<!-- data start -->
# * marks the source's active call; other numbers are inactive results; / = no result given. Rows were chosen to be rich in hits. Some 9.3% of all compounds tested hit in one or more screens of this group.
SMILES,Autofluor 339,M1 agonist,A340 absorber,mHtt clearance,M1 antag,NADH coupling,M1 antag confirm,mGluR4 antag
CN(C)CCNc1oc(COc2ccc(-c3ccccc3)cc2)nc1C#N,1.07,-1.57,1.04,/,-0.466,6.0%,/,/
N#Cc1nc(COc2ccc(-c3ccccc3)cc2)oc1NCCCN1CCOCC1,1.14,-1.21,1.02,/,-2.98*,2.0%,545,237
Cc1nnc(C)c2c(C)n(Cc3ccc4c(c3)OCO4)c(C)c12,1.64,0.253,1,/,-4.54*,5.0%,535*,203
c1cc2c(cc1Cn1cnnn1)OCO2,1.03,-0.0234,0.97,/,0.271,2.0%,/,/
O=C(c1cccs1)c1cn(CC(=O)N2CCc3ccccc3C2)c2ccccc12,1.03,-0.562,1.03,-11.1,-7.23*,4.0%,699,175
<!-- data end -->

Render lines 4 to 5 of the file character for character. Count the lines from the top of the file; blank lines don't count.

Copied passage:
N#Cc1nc(COc2ccc(-c3ccccc3)cc2)oc1NCCCN1CCOCC1,1.14,-1.21,1.02,/,-2.98*,2.0%,545,237
Cc1nnc(C)c2c(C)n(Cc3ccc4c(c3)OCO4)c(C)c12,1.64,0.253,1,/,-4.54*,5.0%,535*,203